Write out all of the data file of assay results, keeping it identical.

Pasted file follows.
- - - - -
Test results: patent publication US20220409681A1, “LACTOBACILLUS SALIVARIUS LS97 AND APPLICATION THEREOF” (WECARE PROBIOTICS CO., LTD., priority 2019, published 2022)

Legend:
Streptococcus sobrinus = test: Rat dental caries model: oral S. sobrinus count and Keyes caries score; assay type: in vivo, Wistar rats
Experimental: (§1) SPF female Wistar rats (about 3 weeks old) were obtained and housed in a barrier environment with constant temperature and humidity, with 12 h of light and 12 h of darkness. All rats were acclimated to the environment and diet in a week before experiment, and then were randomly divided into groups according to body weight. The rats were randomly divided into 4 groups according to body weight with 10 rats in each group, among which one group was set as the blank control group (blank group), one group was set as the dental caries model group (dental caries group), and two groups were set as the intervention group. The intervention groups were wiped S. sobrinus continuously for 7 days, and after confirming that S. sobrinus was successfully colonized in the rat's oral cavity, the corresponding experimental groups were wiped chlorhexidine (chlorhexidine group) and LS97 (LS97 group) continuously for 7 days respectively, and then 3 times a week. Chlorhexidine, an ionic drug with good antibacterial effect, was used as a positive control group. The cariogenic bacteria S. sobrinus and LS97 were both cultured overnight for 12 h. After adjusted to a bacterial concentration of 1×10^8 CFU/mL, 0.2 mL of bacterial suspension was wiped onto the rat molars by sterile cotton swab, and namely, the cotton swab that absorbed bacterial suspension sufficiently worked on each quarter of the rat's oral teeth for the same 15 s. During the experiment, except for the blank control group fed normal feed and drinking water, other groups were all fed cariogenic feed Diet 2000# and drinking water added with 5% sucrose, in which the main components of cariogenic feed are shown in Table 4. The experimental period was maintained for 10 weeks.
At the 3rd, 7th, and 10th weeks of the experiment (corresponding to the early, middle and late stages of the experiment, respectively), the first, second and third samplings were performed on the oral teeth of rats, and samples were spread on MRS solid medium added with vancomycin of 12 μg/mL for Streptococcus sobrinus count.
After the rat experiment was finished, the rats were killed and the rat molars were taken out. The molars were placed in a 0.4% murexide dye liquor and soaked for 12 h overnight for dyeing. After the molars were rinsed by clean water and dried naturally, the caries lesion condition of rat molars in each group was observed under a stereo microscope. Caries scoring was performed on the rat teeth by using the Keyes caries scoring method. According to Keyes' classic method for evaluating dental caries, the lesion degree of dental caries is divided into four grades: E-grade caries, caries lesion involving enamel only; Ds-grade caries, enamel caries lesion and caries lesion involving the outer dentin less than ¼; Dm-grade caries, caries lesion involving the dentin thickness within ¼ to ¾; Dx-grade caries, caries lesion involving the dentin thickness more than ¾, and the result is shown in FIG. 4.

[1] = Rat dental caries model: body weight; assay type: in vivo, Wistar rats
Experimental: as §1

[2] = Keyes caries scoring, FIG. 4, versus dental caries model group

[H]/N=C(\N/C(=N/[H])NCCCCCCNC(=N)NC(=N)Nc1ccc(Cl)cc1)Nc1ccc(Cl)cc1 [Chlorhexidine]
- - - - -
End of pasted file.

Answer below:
Test results: patent publication US20220409681A1, “LACTOBACILLUS SALIVARIUS LS97 AND APPLICATION THEREOF” (WECARE PROBIOTICS CO., LTD., priority 2019, published 2022)

Legend:
Streptococcus sobrinus = test: Rat dental caries model: oral S. sobrinus count and Keyes caries score; assay type: in vivo, Wistar rats
Experimental: (§1) SPF female Wistar rats (about 3 weeks old) were obtained and housed in a barrier environment with constant temperature and humidity, with 12 h of light and 12 h of darkness. All rats were acclimated to the environment and diet in a week before experiment, and then were randomly divided into groups according to body weight. The rats were randomly divided into 4 groups according to body weight with 10 rats in each group, among which one group was set as the blank control group (blank group), one group was set as the dental caries model group (dental caries group), and two groups were set as the intervention group. The intervention groups were wiped S. sobrinus continuously for 7 days, and after confirming that S. sobrinus was successfully colonized in the rat's oral cavity, the corresponding experimental groups were wiped chlorhexidine (chlorhexidine group) and LS97 (LS97 group) continuously for 7 days respectively, and then 3 times a week. Chlorhexidine, an ionic drug with good antibacterial effect, was used as a positive control group. The cariogenic bacteria S. sobrinus and LS97 were both cultured overnight for 12 h. After adjusted to a bacterial concentration of 1×10^8 CFU/mL, 0.2 mL of bacterial suspension was wiped onto the rat molars by sterile cotton swab, and namely, the cotton swab that absorbed bacterial suspension sufficiently worked on each quarter of the rat's oral teeth for the same 15 s. During the experiment, except for the blank control group fed normal feed and drinking water, other groups were all fed cariogenic feed Diet 2000# and drinking water added with 5% sucrose, in which the main components of cariogenic feed are shown in Table 4. The experimental period was maintained for 10 weeks.
At the 3rd, 7th, and 10th weeks of the experiment (corresponding to the early, middle and late stages of the experiment, respectively), the first, second and third samplings were performed on the oral teeth of rats, and samples were spread on MRS solid medium added with vancomycin of 12 μg/mL for Streptococcus sobrinus count.
After the rat experiment was finished, the rats were killed and the rat molars were taken out. The molars were placed in a 0.4% murexide dye liquor and soaked for 12 h overnight for dyeing. After the molars were rinsed by clean water and dried naturally, the caries lesion condition of rat molars in each group was observed under a stereo microscope. Caries scoring was performed on the rat teeth by using the Keyes caries scoring method. According to Keyes' classic method for evaluating dental caries, the lesion degree of dental caries is divided into four grades: E-grade caries, caries lesion involving enamel only; Ds-grade caries, enamel caries lesion and caries lesion involving the outer dentin less than ¼; Dm-grade caries, caries lesion involving the dentin thickness within ¼ to ¾; Dx-grade caries, caries lesion involving the dentin thickness more than ¾, and the result is shown in FIG. 4.

[1] = Rat dental caries model: body weight; assay type: in vivo, Wistar rats
Experimental: as §1

[2] = Keyes caries scoring, FIG. 4, versus dental caries model group

[H]/N=C(\N/C(=N/[H])NCCCCCCNC(=N)NC(=N)Nc1ccc(Cl)cc1)Nc1ccc(Cl)cc1 [Chlorhexidine]